Income and education are associated with transitions in health status among community-dwelling older people in Japan: The JAGES cohort study

Takaaki Ikeda, Toru Tsuboya, Jun Aida, Yusuke Matsuyama, Shihoko Koyama, Kemmyo Sugiyama, Katsunori Kondo, Ken Osaka

Research output: Contribution to journalArticlepeer-review

1 Citation (Scopus)

Abstract

Background: Health inequalities are an emerging issue in ageing societies, but inequalities in pre-frailty, which is suffered by almost half of older people, are mostly unknown. Objective: This study aimed to determine the association between the socio-economic status (SES) and changes across pre-frailty, frailty, disability and all-cause mortality. Methods: We conducted a prospective cohort study across 23 Japanese municipalities between 2010 and 2013. Functionally independent community-dwelling older adults aged ≥65 years (n = 65 952) in 2010 were eligible for the study. The baseline survey was conducted from 2010 to 2012, and the self-reporting questionnaires were mailed to 126 438 community-dwelling older adults [64.8% (81 980/126 438) response rate]. The follow-up survey was conducted in 2013. Overall, 65 952 individuals were followed up [80.4% (65 952/81 980) follow-up rate]. The health status was classified into five groups: robust; pre-frailty; frailty; disability and death. We conducted three multinomial logistic regression models stratified by the initial disability status. Educational attainment and equivalized household income were separately added to the models as exposures after adjusting for covariates. Results: Participants with the lowest educational level were less likely to recover from pre-frailty to robust compared with those with the highest level [odds ratio (OR) (95% confidence interval (CI)) = 0.84 (0.76-0.93)]. The participants with the lowest income level were also less likely to recover from pre-frailty to robust compared with those with the highest level [OR (95% CI) = 0.80 (0.69-0.91)]. Conclusions: Older individuals with a lower SES were less likely to recover from a pre-frailty status.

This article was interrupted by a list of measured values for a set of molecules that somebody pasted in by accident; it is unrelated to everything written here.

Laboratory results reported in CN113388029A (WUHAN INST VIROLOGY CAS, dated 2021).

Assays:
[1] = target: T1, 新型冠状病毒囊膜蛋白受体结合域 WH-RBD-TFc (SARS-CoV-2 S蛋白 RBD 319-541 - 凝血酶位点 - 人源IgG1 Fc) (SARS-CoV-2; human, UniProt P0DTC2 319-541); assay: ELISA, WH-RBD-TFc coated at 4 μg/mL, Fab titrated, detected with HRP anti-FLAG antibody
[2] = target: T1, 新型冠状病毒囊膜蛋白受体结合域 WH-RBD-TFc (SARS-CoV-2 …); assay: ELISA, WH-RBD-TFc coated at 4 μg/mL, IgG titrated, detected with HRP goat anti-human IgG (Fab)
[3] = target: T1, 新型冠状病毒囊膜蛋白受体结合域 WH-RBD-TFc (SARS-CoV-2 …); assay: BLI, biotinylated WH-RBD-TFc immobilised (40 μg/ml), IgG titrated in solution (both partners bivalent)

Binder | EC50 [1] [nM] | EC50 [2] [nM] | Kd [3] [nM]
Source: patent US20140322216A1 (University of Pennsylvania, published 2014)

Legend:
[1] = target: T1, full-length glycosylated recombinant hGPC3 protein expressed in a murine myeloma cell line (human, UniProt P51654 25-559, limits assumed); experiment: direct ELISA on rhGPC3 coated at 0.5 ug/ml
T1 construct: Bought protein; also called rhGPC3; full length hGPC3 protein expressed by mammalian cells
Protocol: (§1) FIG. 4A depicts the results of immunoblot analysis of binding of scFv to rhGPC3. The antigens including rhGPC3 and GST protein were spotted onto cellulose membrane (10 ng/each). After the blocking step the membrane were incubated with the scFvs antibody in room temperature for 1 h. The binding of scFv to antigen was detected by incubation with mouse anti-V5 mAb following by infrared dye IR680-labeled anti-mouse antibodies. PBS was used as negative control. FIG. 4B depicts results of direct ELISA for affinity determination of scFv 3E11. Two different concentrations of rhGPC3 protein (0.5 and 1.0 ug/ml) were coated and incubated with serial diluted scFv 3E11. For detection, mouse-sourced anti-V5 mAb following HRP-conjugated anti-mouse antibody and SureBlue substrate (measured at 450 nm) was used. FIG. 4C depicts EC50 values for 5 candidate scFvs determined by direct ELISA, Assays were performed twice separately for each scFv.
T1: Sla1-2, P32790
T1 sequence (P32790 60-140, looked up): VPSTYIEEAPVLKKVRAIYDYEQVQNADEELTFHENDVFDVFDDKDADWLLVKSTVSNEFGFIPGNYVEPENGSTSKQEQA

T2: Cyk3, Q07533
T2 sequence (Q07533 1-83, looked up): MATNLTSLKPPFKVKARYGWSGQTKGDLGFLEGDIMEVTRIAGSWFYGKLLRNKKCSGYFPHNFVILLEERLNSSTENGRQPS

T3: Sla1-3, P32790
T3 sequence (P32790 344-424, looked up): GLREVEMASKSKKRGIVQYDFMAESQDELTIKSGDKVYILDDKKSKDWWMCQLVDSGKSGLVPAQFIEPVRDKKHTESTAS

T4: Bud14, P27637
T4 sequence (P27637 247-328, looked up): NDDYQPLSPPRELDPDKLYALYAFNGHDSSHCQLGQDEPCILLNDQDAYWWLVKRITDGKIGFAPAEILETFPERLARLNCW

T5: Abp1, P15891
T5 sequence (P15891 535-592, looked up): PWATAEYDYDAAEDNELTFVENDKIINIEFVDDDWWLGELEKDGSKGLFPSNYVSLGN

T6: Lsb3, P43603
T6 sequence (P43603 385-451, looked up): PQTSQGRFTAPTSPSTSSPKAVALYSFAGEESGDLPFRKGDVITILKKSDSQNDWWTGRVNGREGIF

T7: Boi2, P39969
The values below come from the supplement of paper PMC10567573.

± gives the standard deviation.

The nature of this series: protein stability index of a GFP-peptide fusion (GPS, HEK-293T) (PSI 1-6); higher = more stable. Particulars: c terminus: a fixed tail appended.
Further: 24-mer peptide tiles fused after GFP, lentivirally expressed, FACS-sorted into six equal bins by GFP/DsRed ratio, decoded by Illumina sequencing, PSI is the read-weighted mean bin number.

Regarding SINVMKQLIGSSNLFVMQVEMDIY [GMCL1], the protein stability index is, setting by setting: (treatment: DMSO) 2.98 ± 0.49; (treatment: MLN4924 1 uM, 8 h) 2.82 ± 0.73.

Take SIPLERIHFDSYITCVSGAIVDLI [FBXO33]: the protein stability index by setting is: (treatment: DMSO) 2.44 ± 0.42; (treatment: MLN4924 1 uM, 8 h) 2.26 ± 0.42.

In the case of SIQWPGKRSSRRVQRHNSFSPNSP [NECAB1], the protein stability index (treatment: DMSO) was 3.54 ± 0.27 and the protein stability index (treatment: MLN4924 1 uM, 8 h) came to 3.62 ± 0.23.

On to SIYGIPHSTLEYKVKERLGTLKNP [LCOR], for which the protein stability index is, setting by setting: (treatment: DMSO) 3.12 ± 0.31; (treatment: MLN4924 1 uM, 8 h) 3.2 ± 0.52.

Original languageEnglish
Pages (from-to)713-722
Number of pages10
JournalFamily practice
Volume36
Issue number6
DOIs
Publication statusPublished - 2019 Dec 1

Keywords

  • Disability
  • frailty
  • inequality
  • mortality
  • pre-frailty
  • socio-economic status

ASJC Scopus subject areas

  • Family Practice

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